Stochastic Parrots: the hidden bias of large language model AI

[Editor’s Note: EDRM is proud to publish Ralph Losey’s advocacy and analysis. The opinions and positions are Ralph Losey’s copyrighted work.]

The AI Video and illustrations in this article were all created, written and directed by Ralph Losey. The video is followed by citations to the underlying article and a transcript. Click on the image below to see the You Tube video.

Left Click on Image to be redirected to YouTube video. Image by Ralph Losey with Midjourney.

Article Underlying the Video. The seminal article on the dangers of relying on stochastic parrots was written in 2021, On the Dangers of Stochastic Parrots: Can Language Models Be Too Big? (FAccT ’21, 3/1/21) by a team of AI experts, Emily M. Bender, Timnit Gebru, Angelina McMillan-Major and Margaret Mitchell. This article arose out of the 2021 Conference of the Association for Computing Machinery (ACM) on Fairness, Accountability, and Transparency (ACM Digital Library).

Transcript of Video

GPTs do not think anything like we do.  They just parrot back pre-existing human word patterns with no actual understanding. The words generated by a GPT in response to prompts is sometimes called speech by a stochastic parrot.

According to the Oxford dictionary, Stochastic is an adjective meaning “randomly determined;  having a random probability distribution or pattern that may be analyzed statistically but may not be predicted precisely.”

Wikipedia explains stochastic is derived from the ancient Greek word, stókhos,  meaning ‘aim or guess’ and today refers to “the property of being well-described by a random probability distribution.” 

Wikipedia also explains the meaning of a stochastic parrot.

In machine learning, the term stochastic parrot is a metaphor to describe the theory that large language models, though able to generate plausible language, do not understand the meaning of the language they process.

The stochastic parrot characteristics are a source of concern when it comes to the fairness and bias of GPT speech.  That is because the words the GPTs are trained on, that they parrot back to you in clever fashion, come primarily from the internet. We all know how  messy and biased that source is.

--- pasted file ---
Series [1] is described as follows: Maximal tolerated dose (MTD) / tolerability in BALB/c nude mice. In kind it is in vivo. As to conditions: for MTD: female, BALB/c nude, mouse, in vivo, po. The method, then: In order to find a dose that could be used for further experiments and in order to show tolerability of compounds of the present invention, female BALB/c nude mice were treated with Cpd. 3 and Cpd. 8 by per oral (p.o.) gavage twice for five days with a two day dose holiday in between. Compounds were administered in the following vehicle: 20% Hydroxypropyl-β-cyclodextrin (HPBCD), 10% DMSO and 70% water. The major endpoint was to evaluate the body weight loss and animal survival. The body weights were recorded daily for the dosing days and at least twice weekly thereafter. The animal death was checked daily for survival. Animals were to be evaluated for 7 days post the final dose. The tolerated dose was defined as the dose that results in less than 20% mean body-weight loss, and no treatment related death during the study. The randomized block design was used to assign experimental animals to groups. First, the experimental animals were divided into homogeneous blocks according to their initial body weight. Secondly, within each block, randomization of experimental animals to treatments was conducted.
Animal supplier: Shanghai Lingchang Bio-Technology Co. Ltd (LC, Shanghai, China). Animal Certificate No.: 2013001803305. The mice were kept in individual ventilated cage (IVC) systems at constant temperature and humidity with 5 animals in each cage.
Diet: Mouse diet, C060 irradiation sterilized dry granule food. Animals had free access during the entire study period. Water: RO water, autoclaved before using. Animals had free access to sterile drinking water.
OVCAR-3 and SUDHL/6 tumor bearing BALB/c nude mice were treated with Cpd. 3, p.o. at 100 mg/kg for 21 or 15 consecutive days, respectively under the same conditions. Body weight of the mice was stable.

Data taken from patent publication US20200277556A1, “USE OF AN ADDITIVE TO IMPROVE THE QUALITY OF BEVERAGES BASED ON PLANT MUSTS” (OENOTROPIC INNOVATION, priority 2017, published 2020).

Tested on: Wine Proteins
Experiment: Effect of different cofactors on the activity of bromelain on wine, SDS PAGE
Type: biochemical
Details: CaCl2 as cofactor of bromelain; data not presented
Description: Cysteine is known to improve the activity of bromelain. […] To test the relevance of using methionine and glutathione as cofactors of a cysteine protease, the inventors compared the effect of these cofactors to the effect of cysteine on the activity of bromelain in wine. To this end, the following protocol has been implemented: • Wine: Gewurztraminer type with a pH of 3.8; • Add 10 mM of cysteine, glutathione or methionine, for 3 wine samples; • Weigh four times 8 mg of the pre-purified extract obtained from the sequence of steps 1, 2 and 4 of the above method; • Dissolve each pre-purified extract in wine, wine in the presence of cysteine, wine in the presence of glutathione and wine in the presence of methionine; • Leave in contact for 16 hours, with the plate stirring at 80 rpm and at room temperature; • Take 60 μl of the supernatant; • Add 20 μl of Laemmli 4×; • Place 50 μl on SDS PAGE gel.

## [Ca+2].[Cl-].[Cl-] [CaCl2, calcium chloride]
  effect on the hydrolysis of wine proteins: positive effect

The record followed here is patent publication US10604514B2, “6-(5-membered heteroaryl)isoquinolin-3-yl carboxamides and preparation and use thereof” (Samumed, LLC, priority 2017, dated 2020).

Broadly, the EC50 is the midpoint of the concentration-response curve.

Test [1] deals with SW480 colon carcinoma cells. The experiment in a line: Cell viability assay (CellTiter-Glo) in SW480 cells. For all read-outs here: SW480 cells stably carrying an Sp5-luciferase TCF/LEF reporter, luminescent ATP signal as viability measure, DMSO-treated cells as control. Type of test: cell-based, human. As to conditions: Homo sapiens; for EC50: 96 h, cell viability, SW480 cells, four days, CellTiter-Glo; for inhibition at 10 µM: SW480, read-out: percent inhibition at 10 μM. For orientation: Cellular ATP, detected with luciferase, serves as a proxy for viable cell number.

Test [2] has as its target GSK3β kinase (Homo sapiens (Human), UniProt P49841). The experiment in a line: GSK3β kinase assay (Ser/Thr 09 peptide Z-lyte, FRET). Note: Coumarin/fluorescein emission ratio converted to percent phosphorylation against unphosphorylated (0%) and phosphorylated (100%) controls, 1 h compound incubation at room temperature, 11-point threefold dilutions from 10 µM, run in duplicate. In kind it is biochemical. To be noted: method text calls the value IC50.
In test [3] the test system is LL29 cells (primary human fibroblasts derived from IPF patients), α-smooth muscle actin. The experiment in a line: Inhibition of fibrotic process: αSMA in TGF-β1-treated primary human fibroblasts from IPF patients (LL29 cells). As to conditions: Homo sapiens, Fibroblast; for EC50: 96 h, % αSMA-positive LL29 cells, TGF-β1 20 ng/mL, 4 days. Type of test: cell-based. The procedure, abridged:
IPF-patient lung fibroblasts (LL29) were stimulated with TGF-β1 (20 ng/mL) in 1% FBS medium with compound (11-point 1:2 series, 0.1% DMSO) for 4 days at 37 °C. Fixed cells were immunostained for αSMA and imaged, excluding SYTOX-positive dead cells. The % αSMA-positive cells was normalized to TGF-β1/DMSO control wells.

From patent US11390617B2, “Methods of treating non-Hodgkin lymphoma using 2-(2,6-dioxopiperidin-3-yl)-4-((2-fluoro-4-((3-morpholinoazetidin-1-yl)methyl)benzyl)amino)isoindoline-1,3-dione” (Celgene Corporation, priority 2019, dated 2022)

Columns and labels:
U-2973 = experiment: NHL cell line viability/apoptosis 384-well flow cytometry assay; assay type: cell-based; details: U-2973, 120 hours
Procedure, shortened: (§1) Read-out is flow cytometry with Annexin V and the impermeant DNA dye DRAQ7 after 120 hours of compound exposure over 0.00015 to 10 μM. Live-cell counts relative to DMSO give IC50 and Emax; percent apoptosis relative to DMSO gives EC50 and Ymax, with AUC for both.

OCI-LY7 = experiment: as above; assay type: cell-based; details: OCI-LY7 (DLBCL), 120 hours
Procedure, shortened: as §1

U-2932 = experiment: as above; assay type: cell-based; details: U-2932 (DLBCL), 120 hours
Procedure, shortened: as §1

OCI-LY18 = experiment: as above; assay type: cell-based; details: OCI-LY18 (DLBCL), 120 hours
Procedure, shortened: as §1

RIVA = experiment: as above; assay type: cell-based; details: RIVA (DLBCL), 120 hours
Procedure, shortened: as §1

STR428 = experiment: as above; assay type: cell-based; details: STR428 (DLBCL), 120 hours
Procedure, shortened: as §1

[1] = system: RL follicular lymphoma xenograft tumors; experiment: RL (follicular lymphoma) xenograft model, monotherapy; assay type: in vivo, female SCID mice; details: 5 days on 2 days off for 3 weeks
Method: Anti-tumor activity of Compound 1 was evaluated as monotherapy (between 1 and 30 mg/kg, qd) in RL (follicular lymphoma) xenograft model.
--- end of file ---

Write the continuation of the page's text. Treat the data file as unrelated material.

In the words of one scholar, Ruha Benjamin, “Feeding AI systems on the world’s beauty, ugliness, and cruelty, but expecting it to reflect only the beauty is a fantasy.

Keep both of your ears wide open.  Talk to the AI parrot on your shoulder, for sure, but keep your other ear alert. It is dangerous to only listen to a stochastic parrot, no matter how smart it may seem.

The subtle biases of GPTs can be an even greater danger than the more obvious problems of AI errors and hallucinations.  We need to improve the diversity of the underlying training data,  the  curation of the data, and the Reinforcement Learning from Human Feedback, RLHF. It is not enough to just keep adding more and more data, as some contend.

This view was forcefully argued in 2021 in an article I recommend.  On the Dangers of Stochastic Parrots: Can Language Models Be Too Big? (FAccT ’21, 3/1/21) by AI ethics experts, Emily M. Bender, Timnit Gebru, Angelina McMillan-Major and Margaret Mitchell.

We need to do everything we can to make sure that AI is a tool for good, for fairness and justice,  not a tool for dictators, lies and oppression. 

Let’s keep the parrot’s advice safe and effective. For like it, or not, this parrot will be on our shoulders for many years to come! Don’t let it fool you! There’s more to life than the crackers that Polly wants!

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  • Ralph Losey

    Ralph Losey is an arbitrator, special master, Generative AI experimenter, GPT maker, writer and attorney. He is a partner in LOSEY PLLC, a high tech law firm with three Loseys and clients across the country. The Losey firm handles projects, deals, IP, and litigation all over the U.S. Get in touch at All opinions expressed here are Ralph's own, and not those of his firm or clients. No legal advice is provided on this web and should not be construed as such. Ralph has long been a leader of the world's tech lawyers. He has presented at hundreds of legal conferences and CLEs around the world. Ralph has written over two million words on e-discovery and tech-law subjects, including seven books. Ralph has been involved with computers, software, legal hacking and the law since 1980. Ralph has the highest peer AV rating as a lawyer and was selected as a Best Lawyer in America in four categories: Commercial Litigation; E-Discovery and Information Management Law; Information Technology Law; and, Employment Law - Management. Ralph is the proud father of two children, Eva Losey Grossman, and Adam Losey, a lawyer (he founded Losey, PLLC) with incredible cyber expertise (married to another cyber expert lawyer, Catherine Losey, co-founder of Losey PLLC), and best of all, Ralph is the husband since 1973 to Molly Friedman Losey, a mental health counselor in Winter Park.

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